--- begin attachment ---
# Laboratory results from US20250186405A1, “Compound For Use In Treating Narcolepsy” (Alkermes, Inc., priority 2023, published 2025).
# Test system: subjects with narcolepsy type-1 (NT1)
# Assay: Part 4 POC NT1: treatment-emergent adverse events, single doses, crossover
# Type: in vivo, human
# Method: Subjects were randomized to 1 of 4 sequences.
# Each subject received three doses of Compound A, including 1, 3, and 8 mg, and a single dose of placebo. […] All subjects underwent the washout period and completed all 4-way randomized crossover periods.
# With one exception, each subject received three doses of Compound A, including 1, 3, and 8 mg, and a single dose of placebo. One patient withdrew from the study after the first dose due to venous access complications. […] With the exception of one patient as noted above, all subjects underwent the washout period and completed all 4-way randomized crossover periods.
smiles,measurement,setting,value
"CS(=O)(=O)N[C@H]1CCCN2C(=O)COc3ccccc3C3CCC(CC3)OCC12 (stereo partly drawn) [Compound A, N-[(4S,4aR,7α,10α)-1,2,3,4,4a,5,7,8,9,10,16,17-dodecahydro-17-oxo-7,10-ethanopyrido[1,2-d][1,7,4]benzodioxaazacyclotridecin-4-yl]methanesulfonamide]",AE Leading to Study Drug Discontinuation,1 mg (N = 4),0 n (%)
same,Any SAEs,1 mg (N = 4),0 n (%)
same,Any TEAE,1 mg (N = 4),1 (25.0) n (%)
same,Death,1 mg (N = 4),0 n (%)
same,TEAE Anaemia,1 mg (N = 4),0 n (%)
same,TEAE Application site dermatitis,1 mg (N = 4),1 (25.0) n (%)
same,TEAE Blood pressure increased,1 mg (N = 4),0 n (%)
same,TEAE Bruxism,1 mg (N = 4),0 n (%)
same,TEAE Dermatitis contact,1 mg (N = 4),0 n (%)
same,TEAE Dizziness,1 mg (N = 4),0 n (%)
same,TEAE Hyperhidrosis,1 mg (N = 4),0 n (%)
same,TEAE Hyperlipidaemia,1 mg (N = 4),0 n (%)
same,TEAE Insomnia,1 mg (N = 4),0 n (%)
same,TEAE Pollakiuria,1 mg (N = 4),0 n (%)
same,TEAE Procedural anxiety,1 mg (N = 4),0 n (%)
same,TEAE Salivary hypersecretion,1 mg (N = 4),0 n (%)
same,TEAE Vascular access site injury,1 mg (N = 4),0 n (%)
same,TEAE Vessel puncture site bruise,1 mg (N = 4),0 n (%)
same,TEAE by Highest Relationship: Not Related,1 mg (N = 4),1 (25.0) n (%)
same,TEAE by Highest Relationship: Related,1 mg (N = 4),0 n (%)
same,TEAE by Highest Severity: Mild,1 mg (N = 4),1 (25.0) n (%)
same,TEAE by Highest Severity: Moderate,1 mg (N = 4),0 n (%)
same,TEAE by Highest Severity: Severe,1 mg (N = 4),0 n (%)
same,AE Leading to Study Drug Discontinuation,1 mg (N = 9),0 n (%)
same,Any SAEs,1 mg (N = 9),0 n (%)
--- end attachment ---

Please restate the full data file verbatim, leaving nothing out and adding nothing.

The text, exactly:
# Laboratory results from US20250186405A1, “Compound For Use In Treating Narcolepsy” (Alkermes, Inc., priority 2023, published 2025).
# Test system: subjects with narcolepsy type-1 (NT1)
# Assay: Part 4 POC NT1: treatment-emergent adverse events, single doses, crossover
# Type: in vivo, human
# Method: Subjects were randomized to 1 of 4 sequences.
# Each subject received three doses of Compound A, including 1, 3, and 8 mg, and a single dose of placebo. […] All subjects underwent the washout period and completed all 4-way randomized crossover periods.
# With one exception, each subject received three doses of Compound A, including 1, 3, and 8 mg, and a single dose of placebo. One patient withdrew from the study after the first dose due to venous access complications. […] With the exception of one patient as noted above, all subjects underwent the washout period and completed all 4-way randomized crossover periods.
smiles,measurement,setting,value
"CS(=O)(=O)N[C@H]1CCCN2C(=O)COc3ccccc3C3CCC(CC3)OCC12 (stereo partly drawn) [Compound A, N-[(4S,4aR,7α,10α)-1,2,3,4,4a,5,7,8,9,10,16,17-dodecahydro-17-oxo-7,10-ethanopyrido[1,2-d][1,7,4]benzodioxaazacyclotridecin-4-yl]methanesulfonamide]",AE Leading to Study Drug Discontinuation,1 mg (N = 4),0 n (%)
same,Any SAEs,1 mg (N = 4),0 n (%)
same,Any TEAE,1 mg (N = 4),1 (25.0) n (%)
same,Death,1 mg (N = 4),0 n (%)
same,TEAE Anaemia,1 mg (N = 4),0 n (%)
same,TEAE Application site dermatitis,1 mg (N = 4),1 (25.0) n (%)
same,TEAE Blood pressure increased,1 mg (N = 4),0 n (%)
same,TEAE Bruxism,1 mg (N = 4),0 n (%)
same,TEAE Dermatitis contact,1 mg (N = 4),0 n (%)
same,TEAE Dizziness,1 mg (N = 4),0 n (%)
same,TEAE Hyperhidrosis,1 mg (N = 4),0 n (%)
same,TEAE Hyperlipidaemia,1 mg (N = 4),0 n (%)
same,TEAE Insomnia,1 mg (N = 4),0 n (%)
same,TEAE Pollakiuria,1 mg (N = 4),0 n (%)
same,TEAE Procedural anxiety,1 mg (N = 4),0 n (%)
same,TEAE Salivary hypersecretion,1 mg (N = 4),0 n (%)
same,TEAE Vascular access site injury,1 mg (N = 4),0 n (%)
same,TEAE Vessel puncture site bruise,1 mg (N = 4),0 n (%)
same,TEAE by Highest Relationship: Not Related,1 mg (N = 4),1 (25.0) n (%)
same,TEAE by Highest Relationship: Related,1 mg (N = 4),0 n (%)
same,TEAE by Highest Severity: Mild,1 mg (N = 4),1 (25.0) n (%)
same,TEAE by Highest Severity: Moderate,1 mg (N = 4),0 n (%)
same,TEAE by Highest Severity: Severe,1 mg (N = 4),0 n (%)
same,AE Leading to Study Drug Discontinuation,1 mg (N = 9),0 n (%)
same,Any SAEs,1 mg (N = 9),0 n (%)